The city is served by a transit network, which includes four international airports, nine railway terminals, numerous trams, a monorail system and one of the deepest underground metro systems in the world, the Moscow Metro, the fourth-largest in the world and largest outside of Asia in terms of passenger numbers, and the busiest in Europe. It is recognized as one of the city’s landmarks due to the rich architecture of its 199 stations.
Moscow is unashamedly the powerhouse of Russia, the epicentre from which authority and money radiate – with a surfeit of cultural institutes, architecture and statues to remind everyone of its power and wealth.
Buildings – from Ivan the Terrible’s St Basil’s Cathedral to Stalin’s 1950s skyscrapers – are massive and impressive. Museums, of which there are more than 80, house world-class collections, from spacecraft to modern art. The city centre is home to dozens of packed theatres and world-class concert halls, from the contemporary glass House of Music to the old Moscow Conservatoire, where Tchaikovsky and Shostakovich were tutors and Rachmaninov and Skryabin pupils. And in the heart of it all stands the Bolshoi.
While the actual theatre has been closed since 2005 for renovations, performances have continued inside the institution’s equally grand New Theatre next door. Like its neighbour, this theatre specialises in chandeliers, intervals with champagne with caviar blinis, and Russian dancing at its grandest: all passion, pomp, soaring hand-painted scenery and perfectly-practised flocks of ballerinas. When the real Bolshoi opens in October 2011, we’re promised even more velvet, gilt and grandeur.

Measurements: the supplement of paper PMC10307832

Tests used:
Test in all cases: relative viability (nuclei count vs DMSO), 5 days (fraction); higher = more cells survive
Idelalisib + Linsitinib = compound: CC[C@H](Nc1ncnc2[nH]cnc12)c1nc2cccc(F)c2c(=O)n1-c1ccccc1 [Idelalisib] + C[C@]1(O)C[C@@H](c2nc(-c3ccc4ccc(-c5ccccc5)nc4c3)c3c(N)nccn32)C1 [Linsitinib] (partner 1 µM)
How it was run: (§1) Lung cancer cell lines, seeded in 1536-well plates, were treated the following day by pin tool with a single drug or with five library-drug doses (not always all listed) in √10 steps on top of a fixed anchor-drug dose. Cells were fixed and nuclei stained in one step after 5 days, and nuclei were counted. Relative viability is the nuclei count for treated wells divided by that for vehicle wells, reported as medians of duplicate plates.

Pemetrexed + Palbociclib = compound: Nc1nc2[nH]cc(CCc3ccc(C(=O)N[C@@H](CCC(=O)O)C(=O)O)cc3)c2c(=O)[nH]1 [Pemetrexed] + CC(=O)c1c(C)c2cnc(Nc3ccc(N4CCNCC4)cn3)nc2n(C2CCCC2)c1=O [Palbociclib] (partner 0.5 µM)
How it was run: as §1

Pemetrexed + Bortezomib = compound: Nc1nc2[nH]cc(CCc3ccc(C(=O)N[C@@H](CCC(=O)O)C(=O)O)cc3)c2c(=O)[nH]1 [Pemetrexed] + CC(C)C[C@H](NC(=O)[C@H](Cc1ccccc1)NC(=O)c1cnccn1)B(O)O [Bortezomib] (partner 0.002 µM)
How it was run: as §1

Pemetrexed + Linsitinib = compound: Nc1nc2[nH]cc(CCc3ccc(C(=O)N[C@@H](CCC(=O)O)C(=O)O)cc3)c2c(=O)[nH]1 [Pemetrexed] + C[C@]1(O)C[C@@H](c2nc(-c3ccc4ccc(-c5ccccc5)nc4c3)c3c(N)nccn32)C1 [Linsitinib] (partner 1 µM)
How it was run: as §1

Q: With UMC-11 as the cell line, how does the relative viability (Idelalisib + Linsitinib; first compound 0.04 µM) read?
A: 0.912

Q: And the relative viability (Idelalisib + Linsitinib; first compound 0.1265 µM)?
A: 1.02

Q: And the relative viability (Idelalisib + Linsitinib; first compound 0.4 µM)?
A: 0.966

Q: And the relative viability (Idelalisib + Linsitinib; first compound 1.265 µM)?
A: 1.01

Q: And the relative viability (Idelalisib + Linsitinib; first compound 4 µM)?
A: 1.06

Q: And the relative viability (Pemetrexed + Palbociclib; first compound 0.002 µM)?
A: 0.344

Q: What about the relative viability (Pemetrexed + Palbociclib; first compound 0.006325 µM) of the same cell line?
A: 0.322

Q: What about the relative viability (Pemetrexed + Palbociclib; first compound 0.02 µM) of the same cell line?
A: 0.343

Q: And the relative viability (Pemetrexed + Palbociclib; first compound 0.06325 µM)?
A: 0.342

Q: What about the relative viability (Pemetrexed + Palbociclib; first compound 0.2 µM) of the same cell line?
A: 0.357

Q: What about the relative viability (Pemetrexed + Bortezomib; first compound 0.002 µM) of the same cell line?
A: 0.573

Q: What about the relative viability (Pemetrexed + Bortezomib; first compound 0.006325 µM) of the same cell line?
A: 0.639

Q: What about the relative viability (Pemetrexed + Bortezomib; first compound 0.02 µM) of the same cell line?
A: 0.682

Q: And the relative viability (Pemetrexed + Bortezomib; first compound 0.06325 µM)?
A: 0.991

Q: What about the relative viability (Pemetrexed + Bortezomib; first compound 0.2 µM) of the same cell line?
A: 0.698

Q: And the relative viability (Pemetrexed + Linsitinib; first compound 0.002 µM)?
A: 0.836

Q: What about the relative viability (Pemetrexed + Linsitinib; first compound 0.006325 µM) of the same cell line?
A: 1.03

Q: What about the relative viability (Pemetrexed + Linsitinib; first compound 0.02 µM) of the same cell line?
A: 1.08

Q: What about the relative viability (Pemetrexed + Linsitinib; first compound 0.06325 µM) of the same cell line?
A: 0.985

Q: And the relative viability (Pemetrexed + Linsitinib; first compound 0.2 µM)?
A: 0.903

Grandeur is what Moscow does well, particularly in the Kremlin, where you could spend years rather than days. What shouldn’t be missed? The carriages, armour, gold-embroidered tsarinas dresses and Fabergé eggs, in the State Armoury; the jewellery in the Diamond Fund room; the Cathedral of the Assumption and Cathedral of the Annunciation; the State Kremlin palace, just to see the corridor of chandeliers; and of course, St Basil’s Cathedral, on neighbouring Red Square, to marvel at the onion domes that overlook Lenin’s black marble tomb.
After all that culture, brisk strolls are essential – and pleasurable – in the compact city centre. There’s plenty of street culture to soak up, whether it’s bling (around Kuznetsky Most), fashionable (inside Vogue Café, where sulky models and oligarchs sip espresso), decadent (the chandelier-lit Eliseevsky food-hall) or just plain fascinating (like the shop in the Museum of Modern History, stuffed with Soviet memorabilia).
Arranging a private jet charter to and from Moscow offers three key airports, with a dedicated general aviation airport for private jet charter. Moscow Vnukovo (VKO) is 45 minutes to the South-West of the City, and is open 24 hours. Domodedovo (DME) which sits South-East of the city is around 50 minutes from the City and Sheremetyevo (SVO) which lies North-West is 45 minutes away.
Arranging a private jet charter or helicopter transfer with Freedom Air to arrive in style to Moscow is simple. The Freedom Air team can be reached on +44 (0) 1275 548001 to book your next trip.